I went to see the Rolling Stones last week at Old Trafford Football Stadium. I have been a huge fan of them since childhood when my father gave me a record player and some old records. Amongst them was Little Red Rooster and my introduction to blues and rock.
It s no secret that I am 56 years old. I am not one of those women who is afraid of revealing their age whilst urgently rubbing expensive anti-aging creams into their skin, although I do understand why they do this. I am committed to growing old disgracefully and have recently re-engaged with my love of rock music.
So. Back to my 19th nervous breakdown. Just prior to the concert I took part in a meeting where it was suggested that ‘older people are not good at digital’ with the built-in implication that older people should ‘act their age’ and presumably go back to their quill pens and ink. I left feeling annoyed and insulted – I have been coding since I started work and I can build a website and social network as well as any ‘millennial’. Age is just a number, isn’t it? Age doesn’t matter – does it?
As I left the house for Old Trafford (obviously worrying about a coat and umbrella but complying to the security instructions of no bags to the letter) I was doubting my ability to stand on the pitch, even in the Theatre of Dreams, for hours and hours. That usual nagging doubt at the back of my mind that I would be ‘the oldest one there’ loomed large as I passed through the turnstiles and took my place.
I was not the oldest person there. The Rolling Stones have a collective age of 297 and many of the people around me were as old as them – in their seventies. I (and they) had no problem standing for hours, in fact I danced the whole time, and the next day I built a website for a friend and fixed someone else’s website.
I feel that age is and aspect of identity, like being Northern or ginger or working class (I am all these as well as old!), something that someone who is insecure will isolate and use as an insult. Despite writing fiction for decades, I was not published until I was over 50. I truly believe that, despite my broad experience of life, I could not have produced the fiction that I write today earlier in my life.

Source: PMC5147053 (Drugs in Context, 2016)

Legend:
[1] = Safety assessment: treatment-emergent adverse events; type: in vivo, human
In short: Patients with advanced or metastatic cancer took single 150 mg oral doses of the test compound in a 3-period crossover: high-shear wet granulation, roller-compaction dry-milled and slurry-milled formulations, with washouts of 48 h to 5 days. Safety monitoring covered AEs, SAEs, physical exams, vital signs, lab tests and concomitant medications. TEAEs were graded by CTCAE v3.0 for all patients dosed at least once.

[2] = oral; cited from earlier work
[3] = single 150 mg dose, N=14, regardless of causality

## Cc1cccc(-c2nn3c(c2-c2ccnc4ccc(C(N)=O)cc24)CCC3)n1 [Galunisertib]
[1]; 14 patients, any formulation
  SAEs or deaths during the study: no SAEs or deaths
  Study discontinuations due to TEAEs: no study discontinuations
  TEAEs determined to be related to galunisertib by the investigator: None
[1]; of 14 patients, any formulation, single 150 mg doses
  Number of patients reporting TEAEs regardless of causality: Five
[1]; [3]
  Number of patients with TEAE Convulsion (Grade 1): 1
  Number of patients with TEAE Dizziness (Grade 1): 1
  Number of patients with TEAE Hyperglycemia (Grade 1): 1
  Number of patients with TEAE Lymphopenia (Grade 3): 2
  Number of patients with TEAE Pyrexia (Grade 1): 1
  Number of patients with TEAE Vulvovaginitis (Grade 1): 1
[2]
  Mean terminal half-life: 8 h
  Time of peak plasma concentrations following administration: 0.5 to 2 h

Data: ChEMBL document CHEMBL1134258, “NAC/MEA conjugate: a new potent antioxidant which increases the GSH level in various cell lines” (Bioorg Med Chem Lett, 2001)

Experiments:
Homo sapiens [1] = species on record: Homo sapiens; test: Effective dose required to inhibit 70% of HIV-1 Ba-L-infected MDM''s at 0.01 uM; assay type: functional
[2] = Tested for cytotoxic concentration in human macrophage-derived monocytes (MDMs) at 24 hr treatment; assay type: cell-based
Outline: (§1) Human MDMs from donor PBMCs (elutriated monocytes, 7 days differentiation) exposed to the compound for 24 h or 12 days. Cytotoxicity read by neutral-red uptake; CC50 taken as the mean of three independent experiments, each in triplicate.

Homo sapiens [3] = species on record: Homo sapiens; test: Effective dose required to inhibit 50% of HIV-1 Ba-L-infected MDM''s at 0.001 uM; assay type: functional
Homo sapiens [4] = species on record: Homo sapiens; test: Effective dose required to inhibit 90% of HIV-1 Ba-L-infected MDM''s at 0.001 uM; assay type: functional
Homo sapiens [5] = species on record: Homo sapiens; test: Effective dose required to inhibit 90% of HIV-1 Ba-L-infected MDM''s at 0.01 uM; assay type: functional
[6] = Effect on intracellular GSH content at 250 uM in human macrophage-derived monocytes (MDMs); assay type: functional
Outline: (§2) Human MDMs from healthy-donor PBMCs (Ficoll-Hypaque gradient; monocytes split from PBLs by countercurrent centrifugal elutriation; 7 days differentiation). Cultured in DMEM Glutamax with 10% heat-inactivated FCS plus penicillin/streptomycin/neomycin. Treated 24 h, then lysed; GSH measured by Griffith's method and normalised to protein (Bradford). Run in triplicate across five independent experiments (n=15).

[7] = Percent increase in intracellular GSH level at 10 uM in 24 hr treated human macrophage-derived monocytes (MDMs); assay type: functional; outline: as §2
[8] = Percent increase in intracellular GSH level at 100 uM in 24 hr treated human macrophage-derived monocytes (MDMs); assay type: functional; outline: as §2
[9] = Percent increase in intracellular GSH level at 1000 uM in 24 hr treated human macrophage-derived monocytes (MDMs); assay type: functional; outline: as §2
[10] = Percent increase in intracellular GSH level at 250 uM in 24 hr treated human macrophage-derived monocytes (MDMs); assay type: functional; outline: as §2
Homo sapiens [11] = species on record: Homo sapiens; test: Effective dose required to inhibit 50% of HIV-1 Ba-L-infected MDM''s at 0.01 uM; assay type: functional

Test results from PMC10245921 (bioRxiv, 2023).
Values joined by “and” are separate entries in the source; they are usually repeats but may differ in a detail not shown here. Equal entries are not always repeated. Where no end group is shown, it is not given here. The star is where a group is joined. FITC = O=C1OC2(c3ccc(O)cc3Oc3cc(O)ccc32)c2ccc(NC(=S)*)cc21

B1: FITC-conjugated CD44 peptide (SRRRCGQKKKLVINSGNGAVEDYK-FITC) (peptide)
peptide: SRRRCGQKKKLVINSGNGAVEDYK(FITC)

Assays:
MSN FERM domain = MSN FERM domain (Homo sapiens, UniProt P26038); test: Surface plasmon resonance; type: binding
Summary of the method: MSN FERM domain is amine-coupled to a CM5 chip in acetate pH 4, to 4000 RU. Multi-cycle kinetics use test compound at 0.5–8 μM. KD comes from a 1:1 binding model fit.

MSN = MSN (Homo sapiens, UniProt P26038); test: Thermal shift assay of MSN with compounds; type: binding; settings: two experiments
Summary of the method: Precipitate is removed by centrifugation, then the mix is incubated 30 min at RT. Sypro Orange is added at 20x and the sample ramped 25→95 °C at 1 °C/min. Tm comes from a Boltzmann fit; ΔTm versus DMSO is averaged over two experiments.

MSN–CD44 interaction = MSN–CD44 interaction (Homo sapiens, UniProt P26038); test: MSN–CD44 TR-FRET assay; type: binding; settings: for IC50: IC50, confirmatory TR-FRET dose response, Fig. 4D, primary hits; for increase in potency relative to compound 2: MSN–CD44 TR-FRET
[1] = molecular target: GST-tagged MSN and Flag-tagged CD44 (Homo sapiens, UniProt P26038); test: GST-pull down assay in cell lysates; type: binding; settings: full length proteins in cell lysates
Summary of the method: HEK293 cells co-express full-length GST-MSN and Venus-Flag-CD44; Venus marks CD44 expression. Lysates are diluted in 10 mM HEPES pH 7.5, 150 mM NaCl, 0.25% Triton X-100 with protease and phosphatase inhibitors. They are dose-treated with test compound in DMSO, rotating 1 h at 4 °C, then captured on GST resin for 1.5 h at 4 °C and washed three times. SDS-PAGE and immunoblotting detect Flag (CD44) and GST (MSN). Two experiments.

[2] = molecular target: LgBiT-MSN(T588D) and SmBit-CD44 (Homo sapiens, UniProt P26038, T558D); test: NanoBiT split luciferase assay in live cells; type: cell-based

In the novel I am writing at the moment, one of the characters is an older woman and after I had written her and another character of the same age, I realised that being over 50 is a time when people get to choose their future – I love this picture which sums it up for me perfectly.
I am an expert in identity construction and I would contend that whilst external grand narratives influence who we are, the choice is ours – if you think you are old and see age as ageing as a negative construction then you probably be worrying about getting old and will not be in the audience at a Rolling Stones Concert or learning new digital skill in this world of new opportunities.
So I will act my age. We danced the night away with Mick Jagger dancing and singing mere feet away from us, Keith Richards and Ronnie Wood close enough to see the chords and Charlie Watts behind them. They sounded just like their records, but why wouldn’t they? They have been performing these songs for decades and are talented and proficient musicians.
So my new mantra, when I feel sidelined by some misguided soul who thinks I am too old to use a html tag and that digital is the property of anyone under 30, or to dance all night or that my interest in music is a ‘mid life crisis’ is – what would the Rolling Stones do?
Maybe without the spangly jackets and the living in hotels, but yes, it’s only rock ‘n’ roll but I like it.